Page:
The Universal Semantic Layer: More Than Enough?

ABSTRACT: A "universal" semantic layer delivers uniformly defined business metrics across the data stack, but a BI solution may offer a cost-effective alternative.

According to a 2022 analysis of large manufacturing and CPG companies, 97 percent of employees are not “data practitioners.” Yet many of these workers are required to make decisions based on data they can (or want) to access themselves. 

A semantic layer can help this majority of less-technical workers gain immediate and consistent value from data. 

What is a semantic layer? What is its value?

A semantic layer is a logical representation of underlying data that defines commonly used business metrics in terminology that can be easily and consistently understood among all users, especially non-technical users. Conceptually, the semantic layer resides between data sources and the presentation layer, the latter of which may include one or more business intelligence tools, notebooks, data apps, or data science tools. However, semantic layer functionality may either be included as a feature of a cloud data warehouse or a BI platform, for example, or exist as a standalone, “universal” solution.

To illustrate the semantic layer concept by example, let’s consider a calculated business metric, monthly sales commissions per region. A semantic layer could let business users quickly access monthly sales commissions per region figures using a BI tool’s query interface, even though such figures are calculated according to a specific formula using data from multiple sources that identifies sale location, employee, transaction amount, currency, time of transaction, and so forth. Once the business defines the semantic layer, monthly sales commissions per region becomes a reliable and quickly accessible metric for use across the business.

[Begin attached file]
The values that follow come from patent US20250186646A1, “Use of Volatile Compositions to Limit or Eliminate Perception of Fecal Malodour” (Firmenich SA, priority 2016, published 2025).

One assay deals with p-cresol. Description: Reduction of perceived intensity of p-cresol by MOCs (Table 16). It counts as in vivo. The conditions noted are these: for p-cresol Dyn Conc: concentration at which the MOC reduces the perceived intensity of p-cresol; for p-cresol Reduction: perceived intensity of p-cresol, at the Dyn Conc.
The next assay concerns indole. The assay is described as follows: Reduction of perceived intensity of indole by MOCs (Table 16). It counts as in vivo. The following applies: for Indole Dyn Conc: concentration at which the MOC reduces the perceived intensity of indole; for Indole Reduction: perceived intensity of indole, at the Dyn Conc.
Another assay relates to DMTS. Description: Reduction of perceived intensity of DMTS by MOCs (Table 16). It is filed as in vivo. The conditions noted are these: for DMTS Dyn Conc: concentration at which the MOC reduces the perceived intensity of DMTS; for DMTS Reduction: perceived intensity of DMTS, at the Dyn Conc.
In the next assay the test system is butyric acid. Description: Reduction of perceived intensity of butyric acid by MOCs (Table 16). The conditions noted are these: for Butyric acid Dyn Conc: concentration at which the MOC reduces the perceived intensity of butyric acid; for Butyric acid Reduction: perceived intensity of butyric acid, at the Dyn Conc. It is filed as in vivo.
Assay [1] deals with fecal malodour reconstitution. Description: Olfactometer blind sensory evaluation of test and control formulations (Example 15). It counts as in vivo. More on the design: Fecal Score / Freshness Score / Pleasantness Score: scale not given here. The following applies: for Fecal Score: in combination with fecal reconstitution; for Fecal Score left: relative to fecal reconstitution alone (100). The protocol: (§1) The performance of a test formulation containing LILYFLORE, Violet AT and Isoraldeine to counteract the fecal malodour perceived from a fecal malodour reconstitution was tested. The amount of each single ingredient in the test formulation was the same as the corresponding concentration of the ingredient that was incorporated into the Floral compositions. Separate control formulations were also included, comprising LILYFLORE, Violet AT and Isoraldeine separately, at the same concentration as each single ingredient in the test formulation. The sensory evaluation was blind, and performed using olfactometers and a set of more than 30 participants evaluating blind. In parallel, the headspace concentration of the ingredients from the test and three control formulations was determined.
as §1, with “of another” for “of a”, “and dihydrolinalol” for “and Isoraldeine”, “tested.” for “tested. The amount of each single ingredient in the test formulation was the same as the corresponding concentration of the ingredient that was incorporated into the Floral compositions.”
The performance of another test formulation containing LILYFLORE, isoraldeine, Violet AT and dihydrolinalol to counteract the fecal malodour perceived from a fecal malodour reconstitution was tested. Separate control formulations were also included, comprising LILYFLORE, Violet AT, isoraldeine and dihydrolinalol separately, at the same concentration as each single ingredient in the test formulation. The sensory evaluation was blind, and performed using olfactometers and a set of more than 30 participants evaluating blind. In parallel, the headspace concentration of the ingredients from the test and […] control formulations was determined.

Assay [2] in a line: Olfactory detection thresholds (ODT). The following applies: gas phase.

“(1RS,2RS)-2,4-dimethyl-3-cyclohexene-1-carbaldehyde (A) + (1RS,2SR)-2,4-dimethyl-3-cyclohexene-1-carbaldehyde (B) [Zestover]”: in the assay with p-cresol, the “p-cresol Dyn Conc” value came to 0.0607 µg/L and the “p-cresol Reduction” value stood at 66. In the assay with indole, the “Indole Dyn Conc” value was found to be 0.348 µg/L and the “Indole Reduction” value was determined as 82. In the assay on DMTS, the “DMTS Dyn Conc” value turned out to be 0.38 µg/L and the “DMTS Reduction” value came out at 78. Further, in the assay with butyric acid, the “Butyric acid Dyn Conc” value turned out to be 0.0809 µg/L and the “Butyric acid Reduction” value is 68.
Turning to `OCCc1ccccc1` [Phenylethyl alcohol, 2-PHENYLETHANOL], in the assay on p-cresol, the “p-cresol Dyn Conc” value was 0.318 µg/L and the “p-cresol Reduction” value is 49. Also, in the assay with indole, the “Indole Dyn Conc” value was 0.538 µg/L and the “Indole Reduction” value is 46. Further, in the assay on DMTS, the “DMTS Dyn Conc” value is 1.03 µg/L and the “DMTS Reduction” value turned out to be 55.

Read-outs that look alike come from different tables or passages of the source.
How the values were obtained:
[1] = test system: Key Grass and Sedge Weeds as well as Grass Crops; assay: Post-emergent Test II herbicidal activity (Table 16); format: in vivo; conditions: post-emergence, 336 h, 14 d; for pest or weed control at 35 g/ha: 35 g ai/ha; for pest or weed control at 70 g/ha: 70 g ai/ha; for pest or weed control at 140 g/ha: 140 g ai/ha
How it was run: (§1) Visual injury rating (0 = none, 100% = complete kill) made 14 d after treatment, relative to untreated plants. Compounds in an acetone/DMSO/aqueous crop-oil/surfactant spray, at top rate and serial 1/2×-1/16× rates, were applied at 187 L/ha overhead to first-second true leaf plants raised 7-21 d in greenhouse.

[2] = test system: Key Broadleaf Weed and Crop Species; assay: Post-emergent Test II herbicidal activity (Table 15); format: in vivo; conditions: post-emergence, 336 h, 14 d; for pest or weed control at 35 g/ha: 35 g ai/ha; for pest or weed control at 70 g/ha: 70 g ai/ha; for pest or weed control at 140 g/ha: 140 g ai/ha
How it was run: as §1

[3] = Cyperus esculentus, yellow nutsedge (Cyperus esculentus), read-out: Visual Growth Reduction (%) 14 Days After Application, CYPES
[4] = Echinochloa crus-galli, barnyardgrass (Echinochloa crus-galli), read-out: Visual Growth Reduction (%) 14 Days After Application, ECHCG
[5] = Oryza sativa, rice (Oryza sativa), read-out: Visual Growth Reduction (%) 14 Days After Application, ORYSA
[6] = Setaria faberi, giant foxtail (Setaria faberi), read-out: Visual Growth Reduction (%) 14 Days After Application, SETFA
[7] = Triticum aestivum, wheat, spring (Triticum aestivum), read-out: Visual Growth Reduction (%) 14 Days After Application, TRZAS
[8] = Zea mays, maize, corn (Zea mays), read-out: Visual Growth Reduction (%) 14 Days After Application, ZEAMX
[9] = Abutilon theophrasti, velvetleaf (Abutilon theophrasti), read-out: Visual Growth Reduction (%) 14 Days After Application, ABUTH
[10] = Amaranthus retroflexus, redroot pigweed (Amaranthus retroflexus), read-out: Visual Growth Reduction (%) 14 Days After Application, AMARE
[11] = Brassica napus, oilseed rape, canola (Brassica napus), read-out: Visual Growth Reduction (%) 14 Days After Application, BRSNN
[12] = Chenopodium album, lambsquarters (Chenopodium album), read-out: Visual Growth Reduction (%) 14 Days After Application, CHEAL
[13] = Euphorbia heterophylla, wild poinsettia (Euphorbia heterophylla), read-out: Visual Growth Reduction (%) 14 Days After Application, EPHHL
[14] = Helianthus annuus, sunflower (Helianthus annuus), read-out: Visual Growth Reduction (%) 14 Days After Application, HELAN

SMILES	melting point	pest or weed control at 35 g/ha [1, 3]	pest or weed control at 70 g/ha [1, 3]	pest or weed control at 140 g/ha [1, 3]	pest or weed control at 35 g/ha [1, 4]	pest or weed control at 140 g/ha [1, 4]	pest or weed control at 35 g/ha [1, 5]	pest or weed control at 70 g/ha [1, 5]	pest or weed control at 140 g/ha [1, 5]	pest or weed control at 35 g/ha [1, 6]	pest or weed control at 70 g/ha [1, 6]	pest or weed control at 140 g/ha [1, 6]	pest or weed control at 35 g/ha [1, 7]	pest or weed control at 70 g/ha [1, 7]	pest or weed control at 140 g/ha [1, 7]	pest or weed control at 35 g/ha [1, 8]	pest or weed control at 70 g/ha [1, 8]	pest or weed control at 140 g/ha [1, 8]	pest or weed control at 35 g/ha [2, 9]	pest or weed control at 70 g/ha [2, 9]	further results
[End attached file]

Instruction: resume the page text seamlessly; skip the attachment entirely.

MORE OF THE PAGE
A semantic layer abstracts the end user from the form, location, and complexity of data to deliver the following benefits.

  • Enable self-service and collaboration by business users.

  • Reduce dependency on IT and data support resources.

  • Minimize organization-wide inconsistency and duplication of effort in calculating business metrics.

  • Speed time-to-insight. 

Depending on the semantic layer’s location and capabilities, it can also improve analytic query performance and reduce cloud-data egress fees by automatically precomputing and storing frequently used business metrics. 

How is the semantic layer different from similar data engineering concepts?